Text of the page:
A Thin Place

You drift gingerly out of the clinic. The air flaps and you quiver. You linger a minute at the squat wall between the carpark and the pavement—over there is the old St. Columba’s graveyard, where you always meant to go. This town was a “thin place” that pilgrims came to, in the belief that here the margin is finest between heaven and earth. You can’t fathom that. Heaven’s only a sweet con to mollify and defer you, an excuse for why some days here get so painful. No reason, no good reason. Would it be better or worse if you had reason to feel this joyless? Nothing matters and you’re meant to keep on going on.

Truth is you were ransacked and you will never cease to know that.

Ariana Martinez, Pattern, 2016.

You are late. The receptionist is judgmental. At the desk, you have to give your date of birth and home address. She repeats your information back to you in a robust voice.

As you give your date of birth, you realize that the last time you were here, you were about the age of the girl behind you in the queue. She has a small child in a pram who calls her “Mammy.” She is yakking on the phone. She must be about 16. You had not had sex when you were 16. You waited until you were out of the country and safely away.

The address you give is your home address from when you were 16. You don’t have another home, at present. You are between homes and thus, your home is your parents’. You are not living at home but staying there, at present, until you work out how to be alone again. You like your parents, largely, but this was not the plan, no, never the plan, no. You are a cliché. You are, at present, Peter Pan. While your friends are buying second houses and having second children, you are spending evenings playing Scrabble with your folks, thank god for them. They are happy to have you to stay. They are remarkably gracious and attentive, which is becoming humiliating. They are always trying to feed you. Your mother follows you about the house, lighting fires and placing little jugs of plum and cherry blossom in every room you sit in.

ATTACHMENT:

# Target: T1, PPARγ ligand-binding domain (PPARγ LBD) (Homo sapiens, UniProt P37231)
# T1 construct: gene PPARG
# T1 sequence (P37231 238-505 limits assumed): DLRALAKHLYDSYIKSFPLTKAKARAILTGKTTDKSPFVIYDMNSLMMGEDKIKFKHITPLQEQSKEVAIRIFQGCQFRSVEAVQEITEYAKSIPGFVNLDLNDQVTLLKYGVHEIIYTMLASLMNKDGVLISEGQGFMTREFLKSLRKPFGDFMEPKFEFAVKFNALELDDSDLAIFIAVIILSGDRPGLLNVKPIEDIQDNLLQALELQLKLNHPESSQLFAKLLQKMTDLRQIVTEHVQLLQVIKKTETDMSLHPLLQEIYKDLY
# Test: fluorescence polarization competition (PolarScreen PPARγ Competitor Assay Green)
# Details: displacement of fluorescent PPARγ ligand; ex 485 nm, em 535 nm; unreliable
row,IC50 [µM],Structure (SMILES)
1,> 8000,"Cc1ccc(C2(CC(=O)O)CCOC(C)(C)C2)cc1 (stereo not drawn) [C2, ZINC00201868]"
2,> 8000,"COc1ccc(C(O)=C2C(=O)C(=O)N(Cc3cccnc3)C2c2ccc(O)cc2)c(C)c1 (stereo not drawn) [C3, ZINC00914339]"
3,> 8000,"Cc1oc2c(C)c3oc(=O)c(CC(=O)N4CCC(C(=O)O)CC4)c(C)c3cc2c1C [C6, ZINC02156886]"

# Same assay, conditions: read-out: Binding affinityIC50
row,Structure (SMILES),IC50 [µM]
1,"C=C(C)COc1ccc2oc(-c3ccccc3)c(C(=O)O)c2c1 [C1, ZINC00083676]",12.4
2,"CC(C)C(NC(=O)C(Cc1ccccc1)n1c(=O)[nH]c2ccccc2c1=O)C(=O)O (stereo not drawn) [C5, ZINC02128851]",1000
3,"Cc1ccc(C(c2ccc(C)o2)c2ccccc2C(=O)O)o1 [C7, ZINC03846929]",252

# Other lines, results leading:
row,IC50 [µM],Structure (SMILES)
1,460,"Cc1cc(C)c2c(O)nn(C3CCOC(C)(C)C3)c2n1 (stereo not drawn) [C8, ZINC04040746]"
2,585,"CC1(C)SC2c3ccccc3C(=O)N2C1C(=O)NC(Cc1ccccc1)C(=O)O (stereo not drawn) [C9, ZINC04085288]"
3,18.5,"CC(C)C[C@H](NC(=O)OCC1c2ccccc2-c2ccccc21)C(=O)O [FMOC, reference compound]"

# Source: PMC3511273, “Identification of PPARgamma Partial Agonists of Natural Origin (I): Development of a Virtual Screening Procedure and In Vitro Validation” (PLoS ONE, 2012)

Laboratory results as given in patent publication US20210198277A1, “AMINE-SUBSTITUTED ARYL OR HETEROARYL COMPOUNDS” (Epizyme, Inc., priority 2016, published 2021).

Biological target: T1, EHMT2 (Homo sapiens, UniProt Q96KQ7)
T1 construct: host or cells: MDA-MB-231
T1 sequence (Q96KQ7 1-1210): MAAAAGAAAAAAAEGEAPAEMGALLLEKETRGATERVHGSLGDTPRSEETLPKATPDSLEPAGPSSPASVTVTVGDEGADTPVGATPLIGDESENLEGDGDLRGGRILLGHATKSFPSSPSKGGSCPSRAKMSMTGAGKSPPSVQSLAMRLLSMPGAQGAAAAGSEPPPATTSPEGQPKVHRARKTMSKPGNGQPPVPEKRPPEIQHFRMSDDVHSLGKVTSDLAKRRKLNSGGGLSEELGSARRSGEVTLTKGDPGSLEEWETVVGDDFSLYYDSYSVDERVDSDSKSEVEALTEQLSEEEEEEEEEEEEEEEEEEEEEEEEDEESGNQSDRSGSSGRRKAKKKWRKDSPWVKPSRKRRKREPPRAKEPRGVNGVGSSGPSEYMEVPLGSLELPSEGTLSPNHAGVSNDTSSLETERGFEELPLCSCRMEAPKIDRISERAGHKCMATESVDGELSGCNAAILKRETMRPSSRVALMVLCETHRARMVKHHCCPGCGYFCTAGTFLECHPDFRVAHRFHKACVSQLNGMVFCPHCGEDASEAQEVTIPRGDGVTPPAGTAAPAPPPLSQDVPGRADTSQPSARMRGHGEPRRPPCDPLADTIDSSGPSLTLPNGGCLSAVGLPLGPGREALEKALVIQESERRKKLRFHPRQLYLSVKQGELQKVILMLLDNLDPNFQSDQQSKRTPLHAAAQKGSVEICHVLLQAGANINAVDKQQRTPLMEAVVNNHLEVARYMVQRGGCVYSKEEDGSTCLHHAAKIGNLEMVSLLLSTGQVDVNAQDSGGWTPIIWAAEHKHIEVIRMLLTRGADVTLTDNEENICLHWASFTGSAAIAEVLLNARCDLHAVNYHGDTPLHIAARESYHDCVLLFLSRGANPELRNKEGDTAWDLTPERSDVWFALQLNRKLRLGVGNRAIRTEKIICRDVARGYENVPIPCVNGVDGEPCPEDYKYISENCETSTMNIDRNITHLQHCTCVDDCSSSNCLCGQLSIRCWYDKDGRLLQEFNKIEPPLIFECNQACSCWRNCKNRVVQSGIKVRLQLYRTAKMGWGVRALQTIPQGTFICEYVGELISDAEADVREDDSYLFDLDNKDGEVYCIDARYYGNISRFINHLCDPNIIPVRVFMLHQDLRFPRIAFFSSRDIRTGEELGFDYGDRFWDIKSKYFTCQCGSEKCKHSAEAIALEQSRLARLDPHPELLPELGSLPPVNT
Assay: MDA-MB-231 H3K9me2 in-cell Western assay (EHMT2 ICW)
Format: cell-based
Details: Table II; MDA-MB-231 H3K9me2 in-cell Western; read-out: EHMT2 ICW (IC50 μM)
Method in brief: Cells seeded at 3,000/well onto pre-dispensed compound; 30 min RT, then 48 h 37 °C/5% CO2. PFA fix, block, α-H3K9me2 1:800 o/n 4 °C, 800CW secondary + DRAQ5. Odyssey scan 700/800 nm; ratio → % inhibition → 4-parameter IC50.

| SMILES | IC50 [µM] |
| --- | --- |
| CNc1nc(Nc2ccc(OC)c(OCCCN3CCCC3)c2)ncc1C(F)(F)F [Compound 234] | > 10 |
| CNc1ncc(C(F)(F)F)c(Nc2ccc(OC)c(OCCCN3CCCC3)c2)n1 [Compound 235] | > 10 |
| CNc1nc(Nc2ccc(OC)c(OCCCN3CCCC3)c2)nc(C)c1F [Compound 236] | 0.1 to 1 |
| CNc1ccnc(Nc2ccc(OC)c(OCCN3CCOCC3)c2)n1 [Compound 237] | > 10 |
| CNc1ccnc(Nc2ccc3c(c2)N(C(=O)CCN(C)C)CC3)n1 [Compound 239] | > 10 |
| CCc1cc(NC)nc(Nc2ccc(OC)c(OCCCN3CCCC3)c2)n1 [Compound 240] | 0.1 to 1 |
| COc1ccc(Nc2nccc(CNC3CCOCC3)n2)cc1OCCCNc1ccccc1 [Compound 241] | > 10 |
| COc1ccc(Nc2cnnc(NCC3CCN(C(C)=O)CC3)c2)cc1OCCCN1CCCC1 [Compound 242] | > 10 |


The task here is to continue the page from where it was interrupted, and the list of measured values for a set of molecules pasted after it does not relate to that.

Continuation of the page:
Today you are triple-tasking: blood test, smear test and sexually-transmitted infections. You have not had sex in months. You have not had sex since the gleamy panic that the breakage conferred rubbed away, and you returned to feeling raw, uncertain.  You have not had sex since you came back home. You would like to have sex, but there is no one here with whom to have sex. Everyone was married by the age of 31, so you would be dealing in divorcees or extramarital affairs. Your high school boyfriend has four kids and owns the award-winning local butcher shop. He is married to a former weather woman, who voices the shop announcements: “Hallo Customers! Our meat sale has now started! We have a very special deal today on our curry-flavored gourmet sausages, and our store-cured bacon is going for a song!” Her delivery is overripe, in your opinion, but they do sell quite good minted lamb chops.

You walk into the waiting room, which smells of the pink-cheeked farmer in welly boots who is seated in one corner, he of the Massey Ferguson tractor parked in the carpark. You are thinking of going back to being a vegetarian. The waiting room is immense—still plenty of space in the country. You sit in the seat that is farthest from everyone. All of the faces look familiar. You used to see them about when you were a kid, on the street, in the shop, at church when once or twice you went to church. You never knew their names because you didn’t have to, because you were a kid.  They look like themselves but older by 18 years. You wonder do you look like yourself to them. 

You stretch for a magazine. No hope of a Vogue. You rifle through a couple of TV Choices. Even an OK! would do the trick. You will not read You Mag as a point of principle, though you are oddly mesmerized by that moany columnist on the back page, her awe-striking indiscretions. No, you will not look at You Mag; that would be hypocritical. You have already expressed to your parents your profound disapproval of their paper of choice, which you regard as an infection. There is a vast quantity of bridal magazines. You plump for the Tatler, which you only ever read at the doctor and the hairdresser. Twice you were in the Tatler: first, for the school dance, and later, for a piece about local actresses, entitled “Stars in Their Eyes.”